The TiVA indicators also reveal that services play an important role in the production process and are a great potential source of competiveness of goods, as well as services exports. In value-added terms, about 40% of Japan’s total exports reflect service activities (see graph above). This is more than double the share of exports of services recorded in conventional trade statistics (about 15%), but it is still relatively low compared to the OECD average of 48%. This is partly explained by a relatively high specialisation in exports of manufactured goods compared to some other OECD countries (such as the UK and the US, which have relatively high services exports), but it may also be partly explained by relatively higher vertical integration of manufacturing and related business activities, including design, research and development, marketing and sales warranties, and after-sales care within Japanese companies. In other words, there may be scope for gains within the manufacturing sector through outsourcing of some of these non-core activities.
How might trade policy in Japan benefit from TiVA? After two decades of economic stagnation, Japan’s recent economic performance is encouraging. To ensure sustainable economic growth in the long run, further integration of Japan into the world economy will be essential. Access to lower-cost or higher-quality imported inputs and investment from abroad can help to enhance productivity and improve competitiveness. More competition in the service sector would boost innovation and productivity in services, which has lagged behind gains in manufacturing in recent years. Services account for around three-quarters of total domestic value added in Japan, and obtaining more efficient inputs from outsourcing would benefit manufacturing too. This may be about to change. Japan has implemented 13 regional trade agreements (RTAs) in the past decade, covering about 19% of Japanese exports and imports. The Japan Revitalisation Strategy of 2013 set a goal to increase this ratio to 70% by 2018 via RTAs with major trading partners. To reach this goal Japan has entered into negotiations with those countries participating in the Trans-Pacific Partnership (TPP), including the US, and negotiations with the EU. The talks are a welcome indication of Japan’s commitment to open markets.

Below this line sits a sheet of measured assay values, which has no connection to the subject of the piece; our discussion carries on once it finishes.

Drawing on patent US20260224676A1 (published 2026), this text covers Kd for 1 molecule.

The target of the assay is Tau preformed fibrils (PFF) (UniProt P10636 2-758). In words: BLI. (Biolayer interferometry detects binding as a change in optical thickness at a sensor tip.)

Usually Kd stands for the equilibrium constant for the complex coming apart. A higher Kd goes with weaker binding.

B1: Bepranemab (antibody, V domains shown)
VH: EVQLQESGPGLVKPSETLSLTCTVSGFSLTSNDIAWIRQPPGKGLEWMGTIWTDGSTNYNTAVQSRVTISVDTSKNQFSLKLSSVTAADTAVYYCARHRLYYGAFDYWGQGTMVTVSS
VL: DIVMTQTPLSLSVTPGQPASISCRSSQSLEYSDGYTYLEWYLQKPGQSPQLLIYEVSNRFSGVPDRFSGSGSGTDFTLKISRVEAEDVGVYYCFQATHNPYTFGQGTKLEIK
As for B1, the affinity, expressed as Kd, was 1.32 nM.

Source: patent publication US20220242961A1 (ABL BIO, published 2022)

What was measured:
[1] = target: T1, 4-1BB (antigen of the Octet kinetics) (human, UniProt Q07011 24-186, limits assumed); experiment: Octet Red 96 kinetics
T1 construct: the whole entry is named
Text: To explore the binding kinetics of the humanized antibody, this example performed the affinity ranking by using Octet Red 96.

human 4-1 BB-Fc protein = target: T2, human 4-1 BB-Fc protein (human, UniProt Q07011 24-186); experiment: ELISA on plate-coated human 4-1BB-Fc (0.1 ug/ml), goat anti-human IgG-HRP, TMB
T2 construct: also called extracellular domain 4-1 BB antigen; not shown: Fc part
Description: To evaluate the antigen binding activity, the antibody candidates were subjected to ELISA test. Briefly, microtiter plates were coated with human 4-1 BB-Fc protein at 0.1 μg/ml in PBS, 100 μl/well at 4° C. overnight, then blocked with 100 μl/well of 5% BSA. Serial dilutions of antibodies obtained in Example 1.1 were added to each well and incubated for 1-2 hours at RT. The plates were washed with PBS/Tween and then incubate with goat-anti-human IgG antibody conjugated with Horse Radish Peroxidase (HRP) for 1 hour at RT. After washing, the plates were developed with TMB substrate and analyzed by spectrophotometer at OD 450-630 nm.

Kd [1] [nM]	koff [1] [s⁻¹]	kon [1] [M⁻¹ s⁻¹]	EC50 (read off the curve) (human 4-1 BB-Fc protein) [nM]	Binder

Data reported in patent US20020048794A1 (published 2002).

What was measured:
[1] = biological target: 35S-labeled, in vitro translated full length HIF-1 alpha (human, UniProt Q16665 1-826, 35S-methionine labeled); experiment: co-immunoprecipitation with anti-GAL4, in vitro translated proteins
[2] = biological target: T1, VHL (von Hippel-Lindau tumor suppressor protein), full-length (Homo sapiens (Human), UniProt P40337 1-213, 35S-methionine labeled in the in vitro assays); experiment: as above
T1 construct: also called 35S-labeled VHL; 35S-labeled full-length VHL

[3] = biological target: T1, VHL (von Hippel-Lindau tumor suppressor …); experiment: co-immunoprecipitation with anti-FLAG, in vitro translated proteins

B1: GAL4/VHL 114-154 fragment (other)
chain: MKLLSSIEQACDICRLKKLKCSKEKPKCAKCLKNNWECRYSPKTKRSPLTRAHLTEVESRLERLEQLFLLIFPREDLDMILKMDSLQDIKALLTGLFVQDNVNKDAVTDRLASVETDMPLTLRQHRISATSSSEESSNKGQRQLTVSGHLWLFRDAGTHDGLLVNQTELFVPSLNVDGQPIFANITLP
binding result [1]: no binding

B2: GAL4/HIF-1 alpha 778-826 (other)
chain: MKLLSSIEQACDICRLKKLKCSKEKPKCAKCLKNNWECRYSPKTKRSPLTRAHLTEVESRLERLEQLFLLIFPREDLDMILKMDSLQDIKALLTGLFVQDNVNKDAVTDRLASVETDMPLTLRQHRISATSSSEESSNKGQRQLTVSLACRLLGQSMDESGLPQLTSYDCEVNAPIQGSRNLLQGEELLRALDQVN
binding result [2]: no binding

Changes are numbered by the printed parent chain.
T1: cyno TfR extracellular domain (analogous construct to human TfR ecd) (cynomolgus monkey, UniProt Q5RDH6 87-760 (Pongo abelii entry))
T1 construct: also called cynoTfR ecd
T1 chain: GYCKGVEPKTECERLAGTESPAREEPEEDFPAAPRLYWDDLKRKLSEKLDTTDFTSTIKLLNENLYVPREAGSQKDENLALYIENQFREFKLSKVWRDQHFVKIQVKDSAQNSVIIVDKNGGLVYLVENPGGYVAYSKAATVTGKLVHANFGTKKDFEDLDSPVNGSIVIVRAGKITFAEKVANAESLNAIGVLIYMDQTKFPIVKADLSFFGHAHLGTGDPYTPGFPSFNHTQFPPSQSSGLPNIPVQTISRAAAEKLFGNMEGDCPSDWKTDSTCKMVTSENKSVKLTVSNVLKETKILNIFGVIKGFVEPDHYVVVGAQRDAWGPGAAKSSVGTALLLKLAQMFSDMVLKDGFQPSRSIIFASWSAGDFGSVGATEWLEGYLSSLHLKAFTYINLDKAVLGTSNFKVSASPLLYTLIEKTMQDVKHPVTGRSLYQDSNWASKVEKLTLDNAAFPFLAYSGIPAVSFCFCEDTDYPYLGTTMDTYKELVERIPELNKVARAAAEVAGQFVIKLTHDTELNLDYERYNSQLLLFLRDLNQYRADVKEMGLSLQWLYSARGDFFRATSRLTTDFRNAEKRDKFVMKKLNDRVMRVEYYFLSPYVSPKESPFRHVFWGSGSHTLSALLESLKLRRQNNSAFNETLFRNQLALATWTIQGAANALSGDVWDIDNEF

As Japan celebrates its 50th anniversary in the OECD, the economy finds itself on a new and more optimistic footing. By the time Tokyo hosts the Olympic Games in 2020, Japan’s recovery from recent natural disasters and the “lost decades” of economic stagnation should be complete. What an opportunity the Olympics will be for Japan to showcase its many strengths, including its friendly, well-educated population, its sophisticated lifestyle, and its healthy and internationally renowned cuisine. In the meantime, there is additional scope to continue to benefit from further integration into the world economy. Going more global would not only boost Japan’s growth potential, but allow it to better confront future shocks.
Japan Trade in Value-Added (TiVA) Country note at http://oe.cd/tiva
OECD (2013), Interconnected Economies: Benefiting from Global Value Chains, OECD Publishing. http://oe.cd/gvc
Thompson, Lyndon (2013), “Profiting from trade in value added”, in OECD Observer No 295 Q2 2013
©OECD Observer No 298, Q1 2014